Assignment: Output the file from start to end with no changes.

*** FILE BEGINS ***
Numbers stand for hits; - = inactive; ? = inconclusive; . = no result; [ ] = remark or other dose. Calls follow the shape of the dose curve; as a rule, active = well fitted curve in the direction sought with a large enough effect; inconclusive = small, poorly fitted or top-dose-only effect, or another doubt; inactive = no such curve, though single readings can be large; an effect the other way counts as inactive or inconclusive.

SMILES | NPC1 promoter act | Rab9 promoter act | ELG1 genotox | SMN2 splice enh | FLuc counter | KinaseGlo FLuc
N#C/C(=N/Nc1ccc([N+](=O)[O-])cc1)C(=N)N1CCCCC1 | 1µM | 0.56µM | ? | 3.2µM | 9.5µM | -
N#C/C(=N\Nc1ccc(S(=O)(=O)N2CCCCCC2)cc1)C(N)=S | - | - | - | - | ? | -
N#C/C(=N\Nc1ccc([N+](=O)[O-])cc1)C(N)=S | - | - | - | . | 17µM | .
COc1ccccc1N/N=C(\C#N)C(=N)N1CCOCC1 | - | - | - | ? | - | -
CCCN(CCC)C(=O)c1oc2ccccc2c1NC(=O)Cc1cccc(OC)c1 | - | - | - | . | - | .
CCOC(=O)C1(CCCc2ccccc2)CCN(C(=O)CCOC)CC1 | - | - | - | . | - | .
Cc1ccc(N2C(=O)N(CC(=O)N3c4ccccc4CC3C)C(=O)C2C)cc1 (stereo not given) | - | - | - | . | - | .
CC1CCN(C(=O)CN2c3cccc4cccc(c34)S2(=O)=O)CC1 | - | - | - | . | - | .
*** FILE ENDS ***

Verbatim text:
Numbers stand for hits; - = inactive; ? = inconclusive; . = no result; [ ] = remark or other dose. Calls follow the shape of the dose curve; as a rule, active = well fitted curve in the direction sought with a large enough effect; inconclusive = small, poorly fitted or top-dose-only effect, or another doubt; inactive = no such curve, though single readings can be large; an effect the other way counts as inactive or inconclusive.

SMILES | NPC1 promoter act | Rab9 promoter act | ELG1 genotox | SMN2 splice enh | FLuc counter | KinaseGlo FLuc
N#C/C(=N/Nc1ccc([N+](=O)[O-])cc1)C(=N)N1CCCCC1 | 1µM | 0.56µM | ? | 3.2µM | 9.5µM | -
N#C/C(=N\Nc1ccc(S(=O)(=O)N2CCCCCC2)cc1)C(N)=S | - | - | - | - | ? | -
N#C/C(=N\Nc1ccc([N+](=O)[O-])cc1)C(N)=S | - | - | - | . | 17µM | .
COc1ccccc1N/N=C(\C#N)C(=N)N1CCOCC1 | - | - | - | ? | - | -
CCCN(CCC)C(=O)c1oc2ccccc2c1NC(=O)Cc1cccc(OC)c1 | - | - | - | . | - | .
CCOC(=O)C1(CCCc2ccccc2)CCN(C(=O)CCOC)CC1 | - | - | - | . | - | .
Cc1ccc(N2C(=O)N(CC(=O)N3c4ccccc4CC3C)C(=O)C2C)cc1 (stereo not given) | - | - | - | . | - | .
CC1CCN(C(=O)CN2c3cccc4cccc(c34)S2(=O)=O)CC1 | - | - | - | . | - | .